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Can You Recommend a Good Sewing Machine?


#1

My adult daughter has taken up quilting, much to my surprise, since none of the women on my side of the family have been able to sew a straight line since my grandmother. Sewing makes me so anxious it literally drives me to drink – whereas knitting is so relaxing I don’t have to drink :slight_smile: My daughter is using the sewing machine I’ve always used when I had to – my mother’s 1957 “portable” Singer (it weights 40 pounds!) – and I would like to help her upgrade to something more current. What would you sewers recommend as a good, first, 21st century sewing machine for someone just getting into sewing?


#2

Grandma’s '57 is one of the best machines, it’s great for piecing. I have a newish HusqVarna and a Pffaf that I use if I want fancy stitches or button holes, but the machines I use the most is my 1951 Singer Featherweight for piecing quilt tops. The old machines are nice - you can do most maintenance and repairs your self and they are metal nothing plastic to break. The Pffaf that I have is light weight and has a lot of built-in stitches, I used that to take to classes. The Featherweight is my baby tho and light weight.


#3

I have a husqvarna too. It has a lot of bells and whistles which don’t get used very often. It is great for all kinds of sewing. It is well made and reliable. I found it on Craig’s list and the person selling it was an avid quilter. She upgraded to a Pfaff and had a special table to accommodate quilts. She quilted on the Husky for years and loved it.


#4

I love my Pfaff. Twenty years ago I got the least expensive of the models made in Germany (Varimatic 6085), and it’s still going strong. I like that it has no computerized parts and it’s simple for me to maintain myself. Fast forward to 2017, the Wirecutter team at the NYT recommend the Janome Mod 19 for beginners and the Janome DC5100 as an intermediate, computerized machine that’s a step up.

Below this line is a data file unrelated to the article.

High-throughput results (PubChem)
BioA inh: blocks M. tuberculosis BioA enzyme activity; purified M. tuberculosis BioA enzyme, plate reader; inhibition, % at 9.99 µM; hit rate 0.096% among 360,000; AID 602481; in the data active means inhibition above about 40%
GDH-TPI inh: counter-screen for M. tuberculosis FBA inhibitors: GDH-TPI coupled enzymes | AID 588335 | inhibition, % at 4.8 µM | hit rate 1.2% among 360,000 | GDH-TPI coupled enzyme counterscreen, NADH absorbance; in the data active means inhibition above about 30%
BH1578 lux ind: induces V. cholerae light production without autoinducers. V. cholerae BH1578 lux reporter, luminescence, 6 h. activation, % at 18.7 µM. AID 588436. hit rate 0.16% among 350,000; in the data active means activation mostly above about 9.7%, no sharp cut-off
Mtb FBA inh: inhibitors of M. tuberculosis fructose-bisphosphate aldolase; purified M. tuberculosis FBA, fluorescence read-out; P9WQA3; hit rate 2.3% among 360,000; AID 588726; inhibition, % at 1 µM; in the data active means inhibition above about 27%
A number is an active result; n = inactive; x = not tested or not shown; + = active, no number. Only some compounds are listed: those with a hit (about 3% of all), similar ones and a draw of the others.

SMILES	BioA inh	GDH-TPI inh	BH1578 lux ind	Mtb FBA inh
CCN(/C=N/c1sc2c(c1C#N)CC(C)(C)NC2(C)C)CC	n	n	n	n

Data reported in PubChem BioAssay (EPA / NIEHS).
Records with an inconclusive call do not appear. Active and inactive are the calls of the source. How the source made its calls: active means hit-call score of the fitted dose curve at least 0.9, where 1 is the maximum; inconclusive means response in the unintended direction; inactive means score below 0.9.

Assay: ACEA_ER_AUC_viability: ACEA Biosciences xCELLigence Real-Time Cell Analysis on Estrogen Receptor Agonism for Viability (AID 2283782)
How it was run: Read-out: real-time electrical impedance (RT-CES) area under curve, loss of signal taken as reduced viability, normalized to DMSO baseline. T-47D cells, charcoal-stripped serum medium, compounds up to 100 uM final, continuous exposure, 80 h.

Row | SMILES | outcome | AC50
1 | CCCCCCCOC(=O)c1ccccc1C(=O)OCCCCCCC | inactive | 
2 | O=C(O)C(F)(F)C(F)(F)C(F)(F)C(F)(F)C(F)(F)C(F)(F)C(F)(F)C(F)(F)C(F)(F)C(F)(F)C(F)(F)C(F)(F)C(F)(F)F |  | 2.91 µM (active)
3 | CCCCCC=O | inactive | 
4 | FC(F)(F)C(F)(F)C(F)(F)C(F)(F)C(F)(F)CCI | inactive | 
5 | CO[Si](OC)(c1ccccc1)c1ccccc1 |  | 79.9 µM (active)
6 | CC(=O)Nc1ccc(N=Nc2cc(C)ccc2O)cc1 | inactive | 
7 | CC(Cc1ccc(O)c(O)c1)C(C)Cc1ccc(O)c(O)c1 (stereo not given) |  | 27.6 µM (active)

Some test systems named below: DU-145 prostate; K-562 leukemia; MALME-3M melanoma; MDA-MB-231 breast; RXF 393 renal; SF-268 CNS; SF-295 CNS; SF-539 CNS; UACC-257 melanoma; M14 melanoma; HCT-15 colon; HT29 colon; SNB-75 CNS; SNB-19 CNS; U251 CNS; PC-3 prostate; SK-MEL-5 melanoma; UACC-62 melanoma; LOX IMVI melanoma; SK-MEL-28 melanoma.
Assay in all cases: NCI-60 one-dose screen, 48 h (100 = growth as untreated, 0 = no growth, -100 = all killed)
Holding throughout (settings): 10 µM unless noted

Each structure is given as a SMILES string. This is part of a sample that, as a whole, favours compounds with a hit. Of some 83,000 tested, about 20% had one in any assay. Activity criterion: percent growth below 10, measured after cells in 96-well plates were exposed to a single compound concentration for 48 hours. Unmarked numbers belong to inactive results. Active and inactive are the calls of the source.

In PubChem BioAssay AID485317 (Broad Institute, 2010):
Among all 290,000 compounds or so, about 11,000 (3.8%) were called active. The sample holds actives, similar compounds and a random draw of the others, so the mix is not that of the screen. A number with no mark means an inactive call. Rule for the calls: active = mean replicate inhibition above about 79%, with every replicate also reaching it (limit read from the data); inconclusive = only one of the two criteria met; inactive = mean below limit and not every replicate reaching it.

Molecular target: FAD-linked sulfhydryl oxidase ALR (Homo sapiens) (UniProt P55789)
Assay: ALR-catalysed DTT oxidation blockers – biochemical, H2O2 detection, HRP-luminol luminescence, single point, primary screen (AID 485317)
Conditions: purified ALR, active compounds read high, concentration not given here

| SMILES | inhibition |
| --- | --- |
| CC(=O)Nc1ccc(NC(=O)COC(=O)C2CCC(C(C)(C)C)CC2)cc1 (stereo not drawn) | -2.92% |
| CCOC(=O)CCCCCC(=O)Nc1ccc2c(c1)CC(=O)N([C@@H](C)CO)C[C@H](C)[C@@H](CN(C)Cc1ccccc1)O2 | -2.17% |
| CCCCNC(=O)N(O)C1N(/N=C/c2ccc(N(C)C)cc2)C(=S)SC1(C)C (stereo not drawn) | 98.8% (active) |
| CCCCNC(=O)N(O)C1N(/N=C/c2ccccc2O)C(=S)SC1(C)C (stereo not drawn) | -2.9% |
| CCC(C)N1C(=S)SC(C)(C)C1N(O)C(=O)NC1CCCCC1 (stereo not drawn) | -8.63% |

#5

I agree that the old Singer is really good. I have an old Singer and it does everything I need. Metal, heavy-they don’t make 'em like that anymore. The really fancy new ones are SO expensive! I don’t need all those bells and whistles and digital what-all to quilt, just straight and zig zag :smiley: . But it’s really nice of you to want to encourage her with a new machine. Maybe just…more fabric! instead :smile: .


#6

I have eight machines, counting one Serger. They range in date from the early 1920’s to 2015. I use them all, they all do different things. The most important thing, and I cannot stress this enough, is solid product support. I’m blessed to have a wizard of a machine tech nearby. I suggest you, or your daughter, or both of you even, give several different machines test runs at a reputable dealer’s. Personally I’m a Bernina fan, but Pfaff, Janome, Juki, and Husqvarna all have good things going on. My Juki is straight stitch only and I LOVE her. I have a top of the line Bernina that does everything imaginable and I also LOVE her. So, what kind of sewing will your daughter be doing? Answering that may help narrow down the choices. Have fun!


#7

Thank you all for your suggestions – they’ve been very helpful. Now that we have some names in mind, we’re going to look for a good sewing machine dealer after the holidays so my daughter can try out different machines. It looks like the nearest dealer (with a good selection) is about an hour away – but it will be worth the trip! Gotta kick the tires, so to speak, and drive a couple of machines around the block. Thank you again!